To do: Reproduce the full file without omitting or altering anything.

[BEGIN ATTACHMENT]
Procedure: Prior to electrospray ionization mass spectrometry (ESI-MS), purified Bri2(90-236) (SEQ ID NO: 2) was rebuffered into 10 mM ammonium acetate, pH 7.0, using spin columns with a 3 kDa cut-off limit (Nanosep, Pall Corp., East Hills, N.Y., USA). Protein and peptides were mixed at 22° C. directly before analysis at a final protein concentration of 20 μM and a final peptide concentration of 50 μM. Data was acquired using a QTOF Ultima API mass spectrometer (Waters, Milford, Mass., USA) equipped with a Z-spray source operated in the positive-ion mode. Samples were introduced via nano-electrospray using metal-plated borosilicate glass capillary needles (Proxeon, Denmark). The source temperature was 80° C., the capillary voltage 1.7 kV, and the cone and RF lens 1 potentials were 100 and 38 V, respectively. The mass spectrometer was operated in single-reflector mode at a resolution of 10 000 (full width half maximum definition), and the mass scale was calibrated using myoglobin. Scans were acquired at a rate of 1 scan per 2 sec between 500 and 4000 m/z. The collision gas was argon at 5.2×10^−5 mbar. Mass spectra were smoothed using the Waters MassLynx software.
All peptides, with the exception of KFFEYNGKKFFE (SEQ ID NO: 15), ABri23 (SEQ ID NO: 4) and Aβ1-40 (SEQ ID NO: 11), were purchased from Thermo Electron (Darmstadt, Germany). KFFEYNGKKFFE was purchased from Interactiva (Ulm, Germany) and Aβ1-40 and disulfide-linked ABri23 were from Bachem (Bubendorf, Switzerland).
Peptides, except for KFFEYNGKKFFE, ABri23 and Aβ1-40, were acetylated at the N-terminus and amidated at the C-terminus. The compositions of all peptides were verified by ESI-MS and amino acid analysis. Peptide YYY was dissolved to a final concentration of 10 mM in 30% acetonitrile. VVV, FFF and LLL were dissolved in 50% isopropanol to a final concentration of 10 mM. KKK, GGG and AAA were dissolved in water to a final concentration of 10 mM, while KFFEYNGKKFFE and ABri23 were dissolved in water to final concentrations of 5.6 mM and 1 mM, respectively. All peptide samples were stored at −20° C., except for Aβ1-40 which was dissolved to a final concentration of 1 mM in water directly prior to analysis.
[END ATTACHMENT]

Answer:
Procedure: Prior to electrospray ionization mass spectrometry (ESI-MS), purified Bri2(90-236) (SEQ ID NO: 2) was rebuffered into 10 mM ammonium acetate, pH 7.0, using spin columns with a 3 kDa cut-off limit (Nanosep, Pall Corp., East Hills, N.Y., USA). Protein and peptides were mixed at 22° C. directly before analysis at a final protein concentration of 20 μM and a final peptide concentration of 50 μM. Data was acquired using a QTOF Ultima API mass spectrometer (Waters, Milford, Mass., USA) equipped with a Z-spray source operated in the positive-ion mode. Samples were introduced via nano-electrospray using metal-plated borosilicate glass capillary needles (Proxeon, Denmark). The source temperature was 80° C., the capillary voltage 1.7 kV, and the cone and RF lens 1 potentials were 100 and 38 V, respectively. The mass spectrometer was operated in single-reflector mode at a resolution of 10 000 (full width half maximum definition), and the mass scale was calibrated using myoglobin. Scans were acquired at a rate of 1 scan per 2 sec between 500 and 4000 m/z. The collision gas was argon at 5.2×10^−5 mbar. Mass spectra were smoothed using the Waters MassLynx software.
All peptides, with the exception of KFFEYNGKKFFE (SEQ ID NO: 15), ABri23 (SEQ ID NO: 4) and Aβ1-40 (SEQ ID NO: 11), were purchased from Thermo Electron (Darmstadt, Germany). KFFEYNGKKFFE was purchased from Interactiva (Ulm, Germany) and Aβ1-40 and disulfide-linked ABri23 were from Bachem (Bubendorf, Switzerland).
Peptides, except for KFFEYNGKKFFE, ABri23 and Aβ1-40, were acetylated at the N-terminus and amidated at the C-terminus. The compositions of all peptides were verified by ESI-MS and amino acid analysis. Peptide YYY was dissolved to a final concentration of 10 mM in 30% acetonitrile. VVV, FFF and LLL were dissolved in 50% isopropanol to a final concentration of 10 mM. KKK, GGG and AAA were dissolved in water to a final concentration of 10 mM, while KFFEYNGKKFFE and ABri23 were dissolved in water to final concentrations of 5.6 mM and 1 mM, respectively. All peptide samples were stored at −20° C., except for Aβ1-40 which was dissolved to a final concentration of 1 mM in water directly prior to analysis.